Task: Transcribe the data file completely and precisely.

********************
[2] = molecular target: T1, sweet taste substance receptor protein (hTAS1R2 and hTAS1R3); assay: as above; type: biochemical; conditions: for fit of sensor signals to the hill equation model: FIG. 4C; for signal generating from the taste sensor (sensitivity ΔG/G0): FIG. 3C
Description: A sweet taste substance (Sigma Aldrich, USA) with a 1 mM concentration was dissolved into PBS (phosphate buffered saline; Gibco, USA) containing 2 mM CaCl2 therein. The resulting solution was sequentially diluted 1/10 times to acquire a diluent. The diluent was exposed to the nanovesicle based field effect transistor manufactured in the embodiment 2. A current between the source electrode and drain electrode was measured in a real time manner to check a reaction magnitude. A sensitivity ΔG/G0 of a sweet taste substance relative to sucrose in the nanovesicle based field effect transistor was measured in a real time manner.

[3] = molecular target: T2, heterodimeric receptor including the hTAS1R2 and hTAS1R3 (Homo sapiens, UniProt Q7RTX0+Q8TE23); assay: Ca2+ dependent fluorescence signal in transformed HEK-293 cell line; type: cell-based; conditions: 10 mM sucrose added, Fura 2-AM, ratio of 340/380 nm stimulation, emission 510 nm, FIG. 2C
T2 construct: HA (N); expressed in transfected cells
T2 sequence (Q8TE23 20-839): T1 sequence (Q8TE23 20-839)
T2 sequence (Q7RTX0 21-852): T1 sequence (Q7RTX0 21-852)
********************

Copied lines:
[2] = molecular target: T1, sweet taste substance receptor protein (hTAS1R2 and hTAS1R3); assay: as above; type: biochemical; conditions: for fit of sensor signals to the hill equation model: FIG. 4C; for signal generating from the taste sensor (sensitivity ΔG/G0): FIG. 3C
Description: A sweet taste substance (Sigma Aldrich, USA) with a 1 mM concentration was dissolved into PBS (phosphate buffered saline; Gibco, USA) containing 2 mM CaCl2 therein. The resulting solution was sequentially diluted 1/10 times to acquire a diluent. The diluent was exposed to the nanovesicle based field effect transistor manufactured in the embodiment 2. A current between the source electrode and drain electrode was measured in a real time manner to check a reaction magnitude. A sensitivity ΔG/G0 of a sweet taste substance relative to sucrose in the nanovesicle based field effect transistor was measured in a real time manner.

[3] = molecular target: T2, heterodimeric receptor including the hTAS1R2 and hTAS1R3 (Homo sapiens, UniProt Q7RTX0+Q8TE23); assay: Ca2+ dependent fluorescence signal in transformed HEK-293 cell line; type: cell-based; conditions: 10 mM sucrose added, Fura 2-AM, ratio of 340/380 nm stimulation, emission 510 nm, FIG. 2C
T2 construct: HA (N); expressed in transfected cells
T2 sequence (Q8TE23 20-839): T1 sequence (Q8TE23 20-839)
T2 sequence (Q7RTX0 21-852): T1 sequence (Q7RTX0 21-852)